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U. City’s Bravest and Kindest

By Eileen P. Duggan

George Nieman was never a firefighter, but for half a century, he was as much a fixture at the local firehouse as his brother William, a 36-year veteran firefighter. Developmentally challenged, George led a simple life as a newspaper vendor in downtown University City, an inner-ring suburb of St. Louis. But in the end, it was George who was carried to his grave by six U. City firefighters in a procession led by a pumper truck. It is George whose memory is honored by a granite bench on the street where he sold his newspapers for nearly 60 years.

The bench, inscribed “In memory of Honorary Firefighter George A. Nieman, 1925 — 2002, from the members of the University City Fire Department and his many friends,” is the culmination of decades’ worth of small and large gestures performed by U. City firefighters for George.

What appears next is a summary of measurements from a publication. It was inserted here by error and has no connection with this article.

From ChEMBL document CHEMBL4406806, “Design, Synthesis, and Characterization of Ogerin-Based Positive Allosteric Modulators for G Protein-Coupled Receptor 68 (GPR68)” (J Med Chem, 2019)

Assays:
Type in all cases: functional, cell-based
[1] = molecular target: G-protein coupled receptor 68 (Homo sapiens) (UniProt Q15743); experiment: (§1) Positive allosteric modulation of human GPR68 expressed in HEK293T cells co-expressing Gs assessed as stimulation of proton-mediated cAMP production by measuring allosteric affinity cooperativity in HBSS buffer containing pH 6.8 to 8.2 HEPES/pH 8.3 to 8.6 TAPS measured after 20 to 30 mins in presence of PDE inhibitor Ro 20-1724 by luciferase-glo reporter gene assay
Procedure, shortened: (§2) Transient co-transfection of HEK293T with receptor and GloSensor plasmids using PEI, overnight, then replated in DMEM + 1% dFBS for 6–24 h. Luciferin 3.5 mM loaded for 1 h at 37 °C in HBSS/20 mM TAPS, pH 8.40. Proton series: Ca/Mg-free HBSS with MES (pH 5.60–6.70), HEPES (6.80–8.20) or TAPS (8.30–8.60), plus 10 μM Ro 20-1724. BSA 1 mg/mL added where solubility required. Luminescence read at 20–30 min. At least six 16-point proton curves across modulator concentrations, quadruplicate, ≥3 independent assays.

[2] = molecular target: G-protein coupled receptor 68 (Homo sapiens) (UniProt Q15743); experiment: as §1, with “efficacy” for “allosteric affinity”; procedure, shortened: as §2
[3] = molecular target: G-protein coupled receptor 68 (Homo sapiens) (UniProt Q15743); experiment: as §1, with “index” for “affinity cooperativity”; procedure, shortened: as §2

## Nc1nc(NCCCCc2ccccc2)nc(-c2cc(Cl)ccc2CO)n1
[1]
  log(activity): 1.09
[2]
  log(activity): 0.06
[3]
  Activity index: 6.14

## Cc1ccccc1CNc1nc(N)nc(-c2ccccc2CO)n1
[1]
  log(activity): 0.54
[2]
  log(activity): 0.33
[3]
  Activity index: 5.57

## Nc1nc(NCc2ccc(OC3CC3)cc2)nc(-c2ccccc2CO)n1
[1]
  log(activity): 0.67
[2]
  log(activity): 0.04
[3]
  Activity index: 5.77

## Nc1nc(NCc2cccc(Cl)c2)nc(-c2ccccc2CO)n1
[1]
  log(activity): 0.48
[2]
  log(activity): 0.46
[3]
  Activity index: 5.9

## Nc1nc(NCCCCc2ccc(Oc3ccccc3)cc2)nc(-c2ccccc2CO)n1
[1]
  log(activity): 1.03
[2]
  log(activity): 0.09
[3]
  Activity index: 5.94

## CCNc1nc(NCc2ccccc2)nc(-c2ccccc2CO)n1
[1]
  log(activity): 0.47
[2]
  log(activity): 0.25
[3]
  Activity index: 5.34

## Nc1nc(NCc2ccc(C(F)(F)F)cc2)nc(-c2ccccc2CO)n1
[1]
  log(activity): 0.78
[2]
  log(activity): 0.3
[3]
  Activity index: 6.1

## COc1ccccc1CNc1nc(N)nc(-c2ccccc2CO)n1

On the morning of April 26, 2002, a crew of U. City paramedic firefighters answered a call on Delmar Boulevard — U. City’s main drag — and found George sprawled on a bench, frightened and covered with blood. Enroute to the hospital emergency room, it became apparent that he had been stabbed multiple times in the chest and throat.

As the news vendor underwent surgery and recuperation, the firefighters kept vigil. Over the next five months, they visited often, transported their friend from hospital to rehab center to nursing home as needed, raised money to pay for his care and even named him an honorary firefighter.

But the firefighters’ devotion to George Nieman took root some 50 years before the attack.

“We had a special relationship with George,” said Dave Card, who knew George from the time he joined the Fire Department in July 1959 until after his retirement in 1994. “He was one of us. He was like family to us, and the guys took care of him. They watched out for him, and he took good care of us.”

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